New investors: Are mutual funds or stocks the better route?
Q. I’ve never invested before. How much money do I need to start picking stocks, or should I use a mutual fund?
A. We’re so glad you asked us to help you on this journey, which can surely be confusing.
And with thousands and thousands of stocks and mutual funds out there, making a choice can be hard.
If you’re just starting out, investing in mutual funds can offer the right solution and access to help you begin an investment program, said Alan Meckler, a certified financial planner with Cornerstone Financial Group in Succasunna.
“With investment minimums of only $1,000 or less, mutual funds can offer easy access for beginner investors and some basic level of diversification,” he said.
Some funds have even smaller initial investments if you also sign up to automatically add funds to your account on a monthly basis.
“Mutual fund investors typically don’t need to do any stock research or other ongoing homework,” he said. “They simply invest and let the fund managers do the rest, and many investors feel that the time this saves more than justifies paying the management fees.”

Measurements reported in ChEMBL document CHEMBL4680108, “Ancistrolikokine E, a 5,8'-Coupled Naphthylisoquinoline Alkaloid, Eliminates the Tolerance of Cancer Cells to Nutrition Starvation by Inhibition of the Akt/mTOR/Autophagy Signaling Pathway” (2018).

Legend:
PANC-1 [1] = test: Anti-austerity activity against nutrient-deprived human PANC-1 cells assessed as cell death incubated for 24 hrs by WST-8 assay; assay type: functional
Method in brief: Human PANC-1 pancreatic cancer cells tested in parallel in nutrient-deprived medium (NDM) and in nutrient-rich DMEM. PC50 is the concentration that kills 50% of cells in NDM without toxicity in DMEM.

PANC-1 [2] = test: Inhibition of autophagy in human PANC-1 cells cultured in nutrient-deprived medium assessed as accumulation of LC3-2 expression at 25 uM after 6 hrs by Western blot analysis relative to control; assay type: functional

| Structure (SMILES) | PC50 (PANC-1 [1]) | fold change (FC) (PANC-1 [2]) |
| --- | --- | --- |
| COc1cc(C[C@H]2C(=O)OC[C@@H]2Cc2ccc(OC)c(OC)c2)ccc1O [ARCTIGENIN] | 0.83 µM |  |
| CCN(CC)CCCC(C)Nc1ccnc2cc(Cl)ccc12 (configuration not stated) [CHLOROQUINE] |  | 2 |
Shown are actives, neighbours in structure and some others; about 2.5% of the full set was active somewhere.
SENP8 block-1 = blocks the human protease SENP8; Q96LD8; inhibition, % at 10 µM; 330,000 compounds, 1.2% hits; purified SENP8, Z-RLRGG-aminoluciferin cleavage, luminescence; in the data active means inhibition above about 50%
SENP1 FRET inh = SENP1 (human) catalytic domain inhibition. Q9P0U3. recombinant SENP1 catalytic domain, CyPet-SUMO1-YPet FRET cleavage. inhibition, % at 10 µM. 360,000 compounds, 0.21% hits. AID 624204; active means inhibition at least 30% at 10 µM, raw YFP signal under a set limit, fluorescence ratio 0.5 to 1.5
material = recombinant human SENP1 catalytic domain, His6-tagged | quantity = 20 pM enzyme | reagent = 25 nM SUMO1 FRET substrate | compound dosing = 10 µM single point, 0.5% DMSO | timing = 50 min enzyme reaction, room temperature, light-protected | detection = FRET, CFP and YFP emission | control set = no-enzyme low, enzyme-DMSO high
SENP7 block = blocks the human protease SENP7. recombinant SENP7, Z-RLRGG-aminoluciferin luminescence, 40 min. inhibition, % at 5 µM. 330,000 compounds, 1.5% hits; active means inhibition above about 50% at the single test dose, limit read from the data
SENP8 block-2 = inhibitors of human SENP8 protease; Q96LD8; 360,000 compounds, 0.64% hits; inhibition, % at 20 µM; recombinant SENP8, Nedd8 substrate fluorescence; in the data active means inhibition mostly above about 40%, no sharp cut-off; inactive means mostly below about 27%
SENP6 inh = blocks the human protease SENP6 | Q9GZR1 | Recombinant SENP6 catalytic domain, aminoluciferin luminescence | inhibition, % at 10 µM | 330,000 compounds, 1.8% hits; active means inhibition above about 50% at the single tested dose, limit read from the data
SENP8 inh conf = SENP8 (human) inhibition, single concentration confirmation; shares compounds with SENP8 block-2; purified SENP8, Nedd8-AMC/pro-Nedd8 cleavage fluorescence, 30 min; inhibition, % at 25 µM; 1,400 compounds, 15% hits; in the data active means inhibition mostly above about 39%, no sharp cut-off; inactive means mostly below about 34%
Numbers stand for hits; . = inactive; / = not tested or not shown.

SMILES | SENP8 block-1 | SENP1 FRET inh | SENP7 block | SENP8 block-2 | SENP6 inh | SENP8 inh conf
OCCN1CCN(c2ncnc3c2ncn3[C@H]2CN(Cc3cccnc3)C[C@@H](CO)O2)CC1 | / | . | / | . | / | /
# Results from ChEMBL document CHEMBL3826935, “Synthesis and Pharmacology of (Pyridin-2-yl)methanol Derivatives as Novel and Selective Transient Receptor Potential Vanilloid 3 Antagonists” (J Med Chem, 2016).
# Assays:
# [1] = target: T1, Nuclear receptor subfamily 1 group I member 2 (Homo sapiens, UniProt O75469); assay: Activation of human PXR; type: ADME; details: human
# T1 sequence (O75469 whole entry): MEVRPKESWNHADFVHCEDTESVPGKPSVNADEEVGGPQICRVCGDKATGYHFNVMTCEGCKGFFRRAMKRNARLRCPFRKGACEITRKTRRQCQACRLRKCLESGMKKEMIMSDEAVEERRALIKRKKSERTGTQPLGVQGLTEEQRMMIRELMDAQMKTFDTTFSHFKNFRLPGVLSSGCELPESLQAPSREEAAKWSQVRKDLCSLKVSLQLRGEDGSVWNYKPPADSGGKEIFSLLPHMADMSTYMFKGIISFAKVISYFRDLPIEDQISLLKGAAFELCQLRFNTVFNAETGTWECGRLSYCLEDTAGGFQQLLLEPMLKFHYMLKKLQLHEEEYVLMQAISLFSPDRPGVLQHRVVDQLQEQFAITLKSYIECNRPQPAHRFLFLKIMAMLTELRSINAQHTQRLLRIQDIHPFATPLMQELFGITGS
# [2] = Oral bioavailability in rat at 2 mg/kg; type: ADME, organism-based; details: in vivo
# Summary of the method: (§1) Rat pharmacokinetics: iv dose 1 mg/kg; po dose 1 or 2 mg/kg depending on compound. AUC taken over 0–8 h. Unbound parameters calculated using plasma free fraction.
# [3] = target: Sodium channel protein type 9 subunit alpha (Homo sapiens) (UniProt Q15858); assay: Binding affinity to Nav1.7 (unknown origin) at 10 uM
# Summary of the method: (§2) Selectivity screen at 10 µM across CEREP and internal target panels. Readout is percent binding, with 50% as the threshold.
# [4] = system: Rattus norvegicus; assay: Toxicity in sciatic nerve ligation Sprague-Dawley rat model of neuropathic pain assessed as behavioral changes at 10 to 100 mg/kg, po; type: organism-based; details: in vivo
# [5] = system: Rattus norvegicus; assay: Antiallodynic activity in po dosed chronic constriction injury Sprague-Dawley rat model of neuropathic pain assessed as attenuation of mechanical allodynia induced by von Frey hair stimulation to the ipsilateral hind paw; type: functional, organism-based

Stocks, on the other hand, are for you if have more investment experience under your belt because you can fine tune your portfolio strategy in ways you simply can’t with funds, Meckler said. This more sophisticated approach also comes with higher minimums than funds.
To effectively invest in individual stocks, Meckler said, you need enough money to create a diversified portfolio of stocks, typically a minimum of 10, with a reasonable investment in each.
“Typically if you want to buy individual stocks you would need at least $10,000 to initially invest in at least 10 companies, so if one particular company does poorly it doesn’t have a devastating effect on your portfolio,” Meckler said. “If you’re unable to do that right away, I’d recommend starting with mutual funds.”
Being a good stock investor requires time and discipline. You must be willing to spend the time to research potential stocks to buy, and you must have the discipline to buy stocks that are likely to make sound long-term investments, he said.
Karin Price Mueller writes the Bamboozled column for The Star-Ledger and she’s the founder of NJMoneyHelp.com. Click here to sign up for the NJMoneyHelp.com weekly e-newsletter. Like NJMoneyHelp.com on Facebook and follow it on Twitter.